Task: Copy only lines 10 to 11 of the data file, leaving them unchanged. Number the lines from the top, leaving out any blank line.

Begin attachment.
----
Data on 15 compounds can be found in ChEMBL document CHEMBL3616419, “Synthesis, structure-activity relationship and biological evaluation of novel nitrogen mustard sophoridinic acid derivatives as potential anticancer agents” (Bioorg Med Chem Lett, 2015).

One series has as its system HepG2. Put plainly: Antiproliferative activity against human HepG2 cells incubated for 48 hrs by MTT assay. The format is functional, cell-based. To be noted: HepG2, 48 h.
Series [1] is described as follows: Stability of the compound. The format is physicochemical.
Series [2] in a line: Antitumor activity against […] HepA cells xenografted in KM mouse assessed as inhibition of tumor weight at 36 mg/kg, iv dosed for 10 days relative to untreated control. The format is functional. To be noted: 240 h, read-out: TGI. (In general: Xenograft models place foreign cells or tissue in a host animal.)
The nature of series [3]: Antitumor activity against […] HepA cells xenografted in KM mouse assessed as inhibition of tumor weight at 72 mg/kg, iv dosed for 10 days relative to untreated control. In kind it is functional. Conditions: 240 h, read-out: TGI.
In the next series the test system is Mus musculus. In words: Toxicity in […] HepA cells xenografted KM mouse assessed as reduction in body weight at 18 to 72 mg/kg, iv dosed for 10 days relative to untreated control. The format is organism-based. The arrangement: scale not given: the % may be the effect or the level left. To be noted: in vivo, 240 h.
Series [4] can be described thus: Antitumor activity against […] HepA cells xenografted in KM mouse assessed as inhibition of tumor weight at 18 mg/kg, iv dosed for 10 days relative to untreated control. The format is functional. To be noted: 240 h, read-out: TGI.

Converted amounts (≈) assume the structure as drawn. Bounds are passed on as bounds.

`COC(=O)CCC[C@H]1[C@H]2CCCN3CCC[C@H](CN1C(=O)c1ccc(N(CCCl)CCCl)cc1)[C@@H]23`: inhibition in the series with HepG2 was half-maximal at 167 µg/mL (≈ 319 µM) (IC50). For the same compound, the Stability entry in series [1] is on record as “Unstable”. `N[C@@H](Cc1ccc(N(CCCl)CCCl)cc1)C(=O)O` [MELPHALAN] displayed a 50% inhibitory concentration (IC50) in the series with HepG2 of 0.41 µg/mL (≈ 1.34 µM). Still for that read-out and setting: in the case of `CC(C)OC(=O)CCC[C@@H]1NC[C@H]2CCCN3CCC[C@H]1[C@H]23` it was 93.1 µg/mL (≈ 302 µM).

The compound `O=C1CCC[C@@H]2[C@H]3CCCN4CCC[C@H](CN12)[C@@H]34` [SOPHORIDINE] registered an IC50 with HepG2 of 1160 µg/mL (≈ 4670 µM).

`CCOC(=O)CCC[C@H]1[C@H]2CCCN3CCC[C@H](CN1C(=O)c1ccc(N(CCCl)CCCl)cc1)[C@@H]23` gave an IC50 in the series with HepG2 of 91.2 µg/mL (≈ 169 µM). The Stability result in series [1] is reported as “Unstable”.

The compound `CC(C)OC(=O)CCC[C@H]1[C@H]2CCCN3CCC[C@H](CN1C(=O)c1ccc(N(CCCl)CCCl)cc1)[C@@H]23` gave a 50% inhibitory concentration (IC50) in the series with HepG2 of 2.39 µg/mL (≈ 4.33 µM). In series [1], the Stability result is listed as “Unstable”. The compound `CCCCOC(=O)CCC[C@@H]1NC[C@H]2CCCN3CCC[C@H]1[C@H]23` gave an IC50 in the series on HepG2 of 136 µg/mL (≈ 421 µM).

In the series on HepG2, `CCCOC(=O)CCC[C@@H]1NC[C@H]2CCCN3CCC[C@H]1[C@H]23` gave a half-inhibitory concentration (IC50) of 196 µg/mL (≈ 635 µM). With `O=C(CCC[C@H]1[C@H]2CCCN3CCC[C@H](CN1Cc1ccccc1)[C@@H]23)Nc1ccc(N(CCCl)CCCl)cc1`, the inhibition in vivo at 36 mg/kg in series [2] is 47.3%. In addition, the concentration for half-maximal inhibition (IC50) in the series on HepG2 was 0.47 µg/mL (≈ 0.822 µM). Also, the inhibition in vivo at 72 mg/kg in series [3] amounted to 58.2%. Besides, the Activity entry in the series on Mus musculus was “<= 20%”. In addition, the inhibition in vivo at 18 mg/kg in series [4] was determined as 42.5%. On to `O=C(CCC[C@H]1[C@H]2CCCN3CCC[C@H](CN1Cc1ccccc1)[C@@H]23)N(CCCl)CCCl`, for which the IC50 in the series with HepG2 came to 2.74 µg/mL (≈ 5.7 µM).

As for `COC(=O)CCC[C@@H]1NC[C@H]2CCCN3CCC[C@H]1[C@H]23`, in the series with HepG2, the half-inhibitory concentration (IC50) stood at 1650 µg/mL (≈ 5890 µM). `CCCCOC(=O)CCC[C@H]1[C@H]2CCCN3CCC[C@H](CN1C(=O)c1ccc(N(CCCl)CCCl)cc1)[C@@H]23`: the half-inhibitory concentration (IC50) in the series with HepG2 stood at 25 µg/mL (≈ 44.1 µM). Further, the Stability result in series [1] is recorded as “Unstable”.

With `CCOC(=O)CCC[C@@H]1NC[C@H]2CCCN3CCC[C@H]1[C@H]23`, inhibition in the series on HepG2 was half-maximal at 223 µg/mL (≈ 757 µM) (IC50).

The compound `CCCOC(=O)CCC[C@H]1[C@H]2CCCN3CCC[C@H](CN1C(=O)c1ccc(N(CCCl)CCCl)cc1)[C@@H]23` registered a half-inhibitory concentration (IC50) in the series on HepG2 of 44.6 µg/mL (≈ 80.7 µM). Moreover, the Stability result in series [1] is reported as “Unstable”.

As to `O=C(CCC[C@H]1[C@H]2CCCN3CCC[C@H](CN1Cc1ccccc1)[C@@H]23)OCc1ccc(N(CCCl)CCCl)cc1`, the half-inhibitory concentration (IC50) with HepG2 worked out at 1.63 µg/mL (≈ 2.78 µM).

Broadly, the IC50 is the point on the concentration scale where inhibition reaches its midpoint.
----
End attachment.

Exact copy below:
The compound `O=C1CCC[C@@H]2[C@H]3CCCN4CCC[C@H](CN12)[C@@H]34` [SOPHORIDINE] registered an IC50 with HepG2 of 1160 µg/mL (≈ 4670 µM).

`CCOC(=O)CCC[C@H]1[C@H]2CCCN3CCC[C@H](CN1C(=O)c1ccc(N(CCCl)CCCl)cc1)[C@@H]23` gave an IC50 in the series with HepG2 of 91.2 µg/mL (≈ 169 µM). The Stability result in series [1] is reported as “Unstable”.